“My role right now is to make sure we have a sensible, responsible ability to raise the debt ceiling but not continue this runaway spending,” McCarthy told reporters at the White House.
What spending cuts do Republicans want? Though Republicans have tried to reassure voters – and especially the markets – that they will not send the U.S. economy careening toward collapse, they have been vague about how they will cut spending to FY2022 levels without touching entitlements.
The biggest day of industrial action Britain has seen in more than a decade
Up to half a million workers were estimated to be on strike across the U.K. in the biggest day of industrial action Britain has seen in more than a decade. Thousands of schools closed some or all of their classrooms, train services are paralyzed and delays are expected at airports as teachers, university staff, civil servants, border officials and train and bus drivers join a mass walkout. Wednesday’s strikes mark an escalation of disruptive action across multiple key industries. Unions are stepping up pressure on the government to demand better pay. They argue that wages have stagnated for a decade and failed to keep pace with soaring inflation. Read more world news.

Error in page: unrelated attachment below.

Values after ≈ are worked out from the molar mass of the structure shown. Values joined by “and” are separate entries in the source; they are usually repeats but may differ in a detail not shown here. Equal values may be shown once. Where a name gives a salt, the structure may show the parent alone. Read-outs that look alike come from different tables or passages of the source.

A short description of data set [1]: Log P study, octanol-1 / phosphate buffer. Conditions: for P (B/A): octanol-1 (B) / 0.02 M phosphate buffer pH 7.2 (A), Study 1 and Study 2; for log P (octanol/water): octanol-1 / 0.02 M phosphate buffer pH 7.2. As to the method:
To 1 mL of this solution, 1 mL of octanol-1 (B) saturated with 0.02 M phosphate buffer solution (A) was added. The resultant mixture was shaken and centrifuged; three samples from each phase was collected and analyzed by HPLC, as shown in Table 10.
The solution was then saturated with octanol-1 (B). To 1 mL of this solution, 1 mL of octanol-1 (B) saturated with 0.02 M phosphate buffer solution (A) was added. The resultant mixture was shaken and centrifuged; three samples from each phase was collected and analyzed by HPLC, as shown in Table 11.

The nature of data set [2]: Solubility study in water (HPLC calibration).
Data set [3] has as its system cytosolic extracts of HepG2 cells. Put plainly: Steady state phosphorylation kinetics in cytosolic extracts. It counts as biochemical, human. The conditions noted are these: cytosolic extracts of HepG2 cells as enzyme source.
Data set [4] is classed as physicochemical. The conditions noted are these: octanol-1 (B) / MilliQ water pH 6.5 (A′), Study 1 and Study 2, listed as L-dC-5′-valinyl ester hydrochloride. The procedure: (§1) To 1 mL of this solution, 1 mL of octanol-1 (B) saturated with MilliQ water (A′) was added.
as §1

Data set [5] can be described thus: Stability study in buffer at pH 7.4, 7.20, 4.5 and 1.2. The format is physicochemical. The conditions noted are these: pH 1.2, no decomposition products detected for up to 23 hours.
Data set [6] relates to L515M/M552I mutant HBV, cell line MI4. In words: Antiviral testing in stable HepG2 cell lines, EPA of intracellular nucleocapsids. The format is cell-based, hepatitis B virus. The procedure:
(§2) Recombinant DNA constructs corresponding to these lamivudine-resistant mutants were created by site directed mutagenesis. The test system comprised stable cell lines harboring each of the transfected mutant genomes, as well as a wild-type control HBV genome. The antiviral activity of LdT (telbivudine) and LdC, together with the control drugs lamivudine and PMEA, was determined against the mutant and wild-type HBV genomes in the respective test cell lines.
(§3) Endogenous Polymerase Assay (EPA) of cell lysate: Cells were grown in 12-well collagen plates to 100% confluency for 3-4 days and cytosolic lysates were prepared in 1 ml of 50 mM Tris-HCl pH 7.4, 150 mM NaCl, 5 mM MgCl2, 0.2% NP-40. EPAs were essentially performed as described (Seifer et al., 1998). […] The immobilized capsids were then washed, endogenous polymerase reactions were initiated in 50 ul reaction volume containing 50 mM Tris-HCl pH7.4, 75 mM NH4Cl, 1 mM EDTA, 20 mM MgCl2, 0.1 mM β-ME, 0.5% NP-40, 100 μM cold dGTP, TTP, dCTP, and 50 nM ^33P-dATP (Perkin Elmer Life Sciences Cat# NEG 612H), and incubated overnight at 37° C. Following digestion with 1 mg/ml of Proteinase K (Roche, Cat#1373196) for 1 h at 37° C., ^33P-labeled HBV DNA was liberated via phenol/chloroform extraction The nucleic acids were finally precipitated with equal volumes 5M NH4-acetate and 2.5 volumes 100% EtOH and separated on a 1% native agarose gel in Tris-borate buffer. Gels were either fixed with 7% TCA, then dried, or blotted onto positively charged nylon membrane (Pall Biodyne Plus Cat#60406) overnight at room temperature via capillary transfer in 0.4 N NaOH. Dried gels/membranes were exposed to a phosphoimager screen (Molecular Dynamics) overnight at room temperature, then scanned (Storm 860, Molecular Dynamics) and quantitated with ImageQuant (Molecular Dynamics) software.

US travelers will soon have to pay a fee to enter the United Kingdom.
Just for subscribers:
🗨 ''It's a strange situation'': Democrats in DC quiet so far on Ruben Gallego's Senate run.
🟢The rising suicide rate in Wisconsin is raising alarms, especially in rural areas.
🔎 Sister of missing NJ man identified after 37 years has one mystery left to solve.
📈 The Fed slowed the pace of rate hikes, raising rates a quarter point. Here's what that means for your finances.
These articles are for USA TODAY subscribers. You can sign up here.
NFL icon Tom Brady says he's 'retiring for good'